José Ribera, Printmaker

March 16–May 28, 2006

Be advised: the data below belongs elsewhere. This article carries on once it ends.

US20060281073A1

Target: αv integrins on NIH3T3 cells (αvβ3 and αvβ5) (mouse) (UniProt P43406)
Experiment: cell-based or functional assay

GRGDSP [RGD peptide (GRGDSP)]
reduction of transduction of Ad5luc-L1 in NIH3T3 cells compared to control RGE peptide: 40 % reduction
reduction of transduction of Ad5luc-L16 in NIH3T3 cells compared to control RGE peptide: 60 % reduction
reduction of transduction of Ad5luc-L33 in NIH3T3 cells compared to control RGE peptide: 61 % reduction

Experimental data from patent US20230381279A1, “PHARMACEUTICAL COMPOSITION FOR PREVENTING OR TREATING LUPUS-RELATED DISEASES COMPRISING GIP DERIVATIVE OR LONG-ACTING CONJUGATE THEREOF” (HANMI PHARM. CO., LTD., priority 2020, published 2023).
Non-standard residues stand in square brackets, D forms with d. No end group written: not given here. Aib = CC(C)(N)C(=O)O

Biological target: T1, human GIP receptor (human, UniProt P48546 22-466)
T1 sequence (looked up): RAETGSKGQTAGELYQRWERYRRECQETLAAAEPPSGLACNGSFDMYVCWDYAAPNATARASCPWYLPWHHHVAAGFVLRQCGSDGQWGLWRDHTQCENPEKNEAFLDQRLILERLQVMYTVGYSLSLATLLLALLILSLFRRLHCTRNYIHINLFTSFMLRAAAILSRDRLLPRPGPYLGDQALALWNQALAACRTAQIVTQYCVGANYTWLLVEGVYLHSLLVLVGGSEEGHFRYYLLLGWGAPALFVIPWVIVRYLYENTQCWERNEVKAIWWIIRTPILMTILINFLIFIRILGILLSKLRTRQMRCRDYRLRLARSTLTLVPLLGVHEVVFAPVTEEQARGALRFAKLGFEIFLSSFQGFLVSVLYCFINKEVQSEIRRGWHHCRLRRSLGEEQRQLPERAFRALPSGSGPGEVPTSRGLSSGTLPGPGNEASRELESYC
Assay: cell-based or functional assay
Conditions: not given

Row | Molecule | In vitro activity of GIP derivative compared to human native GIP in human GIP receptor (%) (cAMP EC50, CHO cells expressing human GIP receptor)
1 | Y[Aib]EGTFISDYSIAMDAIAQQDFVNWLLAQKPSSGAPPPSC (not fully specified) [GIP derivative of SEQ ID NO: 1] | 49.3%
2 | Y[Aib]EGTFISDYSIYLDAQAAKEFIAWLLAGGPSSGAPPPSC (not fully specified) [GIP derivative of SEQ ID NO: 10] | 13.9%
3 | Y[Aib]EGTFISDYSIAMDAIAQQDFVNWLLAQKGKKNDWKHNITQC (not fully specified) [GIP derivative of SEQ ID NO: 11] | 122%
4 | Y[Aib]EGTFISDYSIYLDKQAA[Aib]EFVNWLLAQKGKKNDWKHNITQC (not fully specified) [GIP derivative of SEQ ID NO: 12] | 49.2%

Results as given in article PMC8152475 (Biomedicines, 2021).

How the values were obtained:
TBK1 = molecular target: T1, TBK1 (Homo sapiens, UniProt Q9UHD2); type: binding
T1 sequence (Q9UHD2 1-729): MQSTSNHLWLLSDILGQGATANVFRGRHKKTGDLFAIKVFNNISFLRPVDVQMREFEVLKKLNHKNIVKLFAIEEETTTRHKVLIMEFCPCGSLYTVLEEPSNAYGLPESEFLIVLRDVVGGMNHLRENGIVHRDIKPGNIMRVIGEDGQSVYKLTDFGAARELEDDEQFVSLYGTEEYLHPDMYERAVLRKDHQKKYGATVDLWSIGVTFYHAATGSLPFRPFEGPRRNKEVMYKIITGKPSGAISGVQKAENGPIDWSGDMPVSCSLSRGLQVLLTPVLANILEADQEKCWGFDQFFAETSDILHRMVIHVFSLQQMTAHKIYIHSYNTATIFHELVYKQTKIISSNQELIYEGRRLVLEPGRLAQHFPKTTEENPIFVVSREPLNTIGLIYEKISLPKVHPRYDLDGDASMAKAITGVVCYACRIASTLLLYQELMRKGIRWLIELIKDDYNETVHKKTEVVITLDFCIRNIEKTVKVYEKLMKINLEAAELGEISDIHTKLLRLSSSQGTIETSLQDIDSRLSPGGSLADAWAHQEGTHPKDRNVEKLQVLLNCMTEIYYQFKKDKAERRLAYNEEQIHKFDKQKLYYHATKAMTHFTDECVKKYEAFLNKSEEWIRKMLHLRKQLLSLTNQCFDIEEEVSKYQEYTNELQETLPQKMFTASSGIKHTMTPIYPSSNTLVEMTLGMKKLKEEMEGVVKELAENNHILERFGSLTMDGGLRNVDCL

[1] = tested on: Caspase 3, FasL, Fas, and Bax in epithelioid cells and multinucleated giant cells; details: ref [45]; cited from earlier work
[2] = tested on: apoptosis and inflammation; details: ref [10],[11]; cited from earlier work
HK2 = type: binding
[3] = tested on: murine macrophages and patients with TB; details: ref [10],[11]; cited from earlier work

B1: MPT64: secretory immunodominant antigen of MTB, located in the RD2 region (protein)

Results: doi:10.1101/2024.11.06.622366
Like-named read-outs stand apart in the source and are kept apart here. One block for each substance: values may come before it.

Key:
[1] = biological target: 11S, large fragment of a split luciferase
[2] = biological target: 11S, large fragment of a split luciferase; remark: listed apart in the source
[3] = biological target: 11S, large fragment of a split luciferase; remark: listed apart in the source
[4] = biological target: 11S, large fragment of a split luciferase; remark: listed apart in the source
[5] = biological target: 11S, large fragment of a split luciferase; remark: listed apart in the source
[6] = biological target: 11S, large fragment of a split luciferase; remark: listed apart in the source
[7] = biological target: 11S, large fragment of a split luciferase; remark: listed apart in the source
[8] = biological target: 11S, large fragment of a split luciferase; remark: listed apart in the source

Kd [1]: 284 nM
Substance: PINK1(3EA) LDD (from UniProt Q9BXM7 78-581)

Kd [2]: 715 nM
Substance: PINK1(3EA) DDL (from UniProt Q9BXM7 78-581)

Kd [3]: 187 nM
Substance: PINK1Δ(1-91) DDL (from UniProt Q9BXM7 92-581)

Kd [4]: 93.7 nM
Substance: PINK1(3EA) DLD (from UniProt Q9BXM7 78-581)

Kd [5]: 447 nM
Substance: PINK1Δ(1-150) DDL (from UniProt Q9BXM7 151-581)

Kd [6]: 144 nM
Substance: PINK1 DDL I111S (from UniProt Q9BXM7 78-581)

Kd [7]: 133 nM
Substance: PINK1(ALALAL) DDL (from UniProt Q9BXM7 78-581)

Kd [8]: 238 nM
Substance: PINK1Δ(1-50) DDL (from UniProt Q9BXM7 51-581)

The Valencian José Ribera (1591-1652) was one of the leading artists of the Spanish Golden Age. He moved to Italy when he was very young, settling in Naples in 1616. His art, influenced by Caravaggio’s painting, attained enormous success in Naples thanks to the protection of the Spanish Viceroys. In the late1610s, Ribera expanded his artistic interest from painting to print-making. His activity as a printmaker was brief in duration and scarce in production; however, it also was rich in achievements. Shortly after his arrival in Naples, he started to produce prints, and by 1630 he had completed all but one of the 18 prints—of extraordinary beauty and quality—which can be ascribed to him today. Ribera’s prints, imbued with dramatic intensity and executed with extraordinary ability, are rare examples of Spanish art, in which the etching tradition is almost non-existent. The Meadows Museum owns six prints by Ribera that will be displayed for the first time in the Jake and Nancy Hamon Galleries and will be studied in the context of the Meadows paintings from the Spanish Golden Age, as well as the temporary exhibition Juan van der Hamen y León and the Court of Madrid.

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